Yesterday, in Oxford Health Plans LLC v. Sutter, the United States Supreme Court issued a unanimous opinion affirming the arbitrator’s construction of an arbitration agreement that did not expressly address class actions. The parties had agreed to allow the arbitrator to decide this issue. The arbitrator ruled that broad language in the arbitration agreement addressing causes of action and remedies in arbitration permitted class arbitration. The Supreme Court, while not necessarily agreeing with the arbitrator’s rationale, held that the arbitrator’s decision under Section 10(a)(4) of the Federal Arbitration Act could not be disturbed unless the arbitrator “strayed from his delegated task of interpreting a contract” and imposed his own policy choice. “All we say is that convincing a court of an arbitrator’s error—even his grave error—is not enough. So long as the arbitrator was ‘arguably construing’ the contract—which this one was—a court may not correct his mistakes under §10(a)(4).”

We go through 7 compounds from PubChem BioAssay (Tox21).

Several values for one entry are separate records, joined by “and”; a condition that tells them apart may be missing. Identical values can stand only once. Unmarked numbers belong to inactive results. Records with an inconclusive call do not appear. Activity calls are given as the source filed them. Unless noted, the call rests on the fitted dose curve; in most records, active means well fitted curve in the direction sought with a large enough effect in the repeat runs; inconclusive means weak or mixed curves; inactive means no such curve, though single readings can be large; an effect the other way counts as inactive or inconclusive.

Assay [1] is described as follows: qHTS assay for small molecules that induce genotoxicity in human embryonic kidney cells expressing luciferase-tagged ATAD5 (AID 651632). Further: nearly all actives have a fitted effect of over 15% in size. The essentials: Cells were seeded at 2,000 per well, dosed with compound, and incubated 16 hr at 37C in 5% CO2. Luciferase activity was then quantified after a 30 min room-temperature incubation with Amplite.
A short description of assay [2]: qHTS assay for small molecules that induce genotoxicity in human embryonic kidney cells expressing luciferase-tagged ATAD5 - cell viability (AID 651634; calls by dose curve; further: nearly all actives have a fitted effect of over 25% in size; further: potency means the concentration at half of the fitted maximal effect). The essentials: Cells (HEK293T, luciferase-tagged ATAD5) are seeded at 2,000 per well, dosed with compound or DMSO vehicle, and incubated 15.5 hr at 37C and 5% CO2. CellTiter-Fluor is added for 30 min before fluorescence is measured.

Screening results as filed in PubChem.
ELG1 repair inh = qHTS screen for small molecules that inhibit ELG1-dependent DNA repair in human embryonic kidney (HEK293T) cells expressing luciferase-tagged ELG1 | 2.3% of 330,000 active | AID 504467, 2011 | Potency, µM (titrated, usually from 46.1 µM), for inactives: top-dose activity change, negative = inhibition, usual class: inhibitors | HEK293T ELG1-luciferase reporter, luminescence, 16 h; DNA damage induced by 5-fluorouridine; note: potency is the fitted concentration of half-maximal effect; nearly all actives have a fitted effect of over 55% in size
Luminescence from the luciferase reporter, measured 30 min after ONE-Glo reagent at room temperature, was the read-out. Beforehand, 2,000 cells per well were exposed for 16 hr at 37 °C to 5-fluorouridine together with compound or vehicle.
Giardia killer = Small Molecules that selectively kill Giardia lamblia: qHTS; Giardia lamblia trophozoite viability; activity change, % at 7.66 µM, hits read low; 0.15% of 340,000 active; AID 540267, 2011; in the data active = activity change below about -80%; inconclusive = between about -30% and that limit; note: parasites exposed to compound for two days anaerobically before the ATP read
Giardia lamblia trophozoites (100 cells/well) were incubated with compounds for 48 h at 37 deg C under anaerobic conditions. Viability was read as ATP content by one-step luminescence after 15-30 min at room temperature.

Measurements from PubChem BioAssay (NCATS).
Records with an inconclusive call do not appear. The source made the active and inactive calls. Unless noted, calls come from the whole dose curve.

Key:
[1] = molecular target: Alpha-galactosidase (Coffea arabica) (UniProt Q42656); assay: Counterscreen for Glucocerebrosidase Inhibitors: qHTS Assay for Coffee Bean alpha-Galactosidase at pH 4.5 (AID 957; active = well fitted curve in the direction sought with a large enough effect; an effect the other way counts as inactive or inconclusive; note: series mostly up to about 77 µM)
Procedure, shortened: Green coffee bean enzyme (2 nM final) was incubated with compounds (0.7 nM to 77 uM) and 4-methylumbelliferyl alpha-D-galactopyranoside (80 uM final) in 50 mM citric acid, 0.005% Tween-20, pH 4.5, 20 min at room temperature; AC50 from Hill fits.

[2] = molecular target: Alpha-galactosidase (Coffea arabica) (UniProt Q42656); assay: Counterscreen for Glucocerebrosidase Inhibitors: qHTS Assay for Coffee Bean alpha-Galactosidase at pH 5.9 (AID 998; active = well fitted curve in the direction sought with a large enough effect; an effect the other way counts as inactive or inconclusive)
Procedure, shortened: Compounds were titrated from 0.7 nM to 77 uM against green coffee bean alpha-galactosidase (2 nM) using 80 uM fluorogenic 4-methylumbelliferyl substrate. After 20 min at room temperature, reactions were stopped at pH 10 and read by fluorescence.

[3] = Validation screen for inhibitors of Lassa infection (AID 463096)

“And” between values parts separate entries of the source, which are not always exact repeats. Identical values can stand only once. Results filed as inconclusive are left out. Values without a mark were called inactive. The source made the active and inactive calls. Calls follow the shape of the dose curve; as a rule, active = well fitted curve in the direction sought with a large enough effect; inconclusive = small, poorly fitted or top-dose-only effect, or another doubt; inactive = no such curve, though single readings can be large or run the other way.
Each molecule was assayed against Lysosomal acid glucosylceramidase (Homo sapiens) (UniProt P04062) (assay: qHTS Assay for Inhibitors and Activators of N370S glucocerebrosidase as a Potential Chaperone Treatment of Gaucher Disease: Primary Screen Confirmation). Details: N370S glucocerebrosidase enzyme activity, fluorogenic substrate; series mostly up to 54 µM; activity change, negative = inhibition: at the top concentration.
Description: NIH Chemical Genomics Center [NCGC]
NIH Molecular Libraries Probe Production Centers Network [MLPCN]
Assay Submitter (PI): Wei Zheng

After concluding that the price of agreeing to arbitration is the potential for mistakes by the arbitrator, Justice Kagan wrote that the “arbitrator’s construction holds, however good, bad, or ugly.” Because the parties had agreed to allow the arbitrator to decide whether the agreement permitted class arbitration, the Supreme Court did not decide and expressly held open the issue of whether the availability of class arbitration is a question for the court or the arbitrator in the first instance.
This decision reiterates the perils of leaving the issue of class arbitration unaddressed or “silent” in an arbitration agreement and then allowing the arbitrator to decide the issue. So long as the arbitrator purports to interpret the agreement, the interpretation will not be disturbed. Businesses should review their existing arbitration policies and implement express class action waivers, which are enforceable under the Supreme Court’s decision in AT&T Mobility LLC v. Concepcion, 131 S.Ct. 1740 (2011). A more in-depth analysis of this decision and its implications for employers can be found here.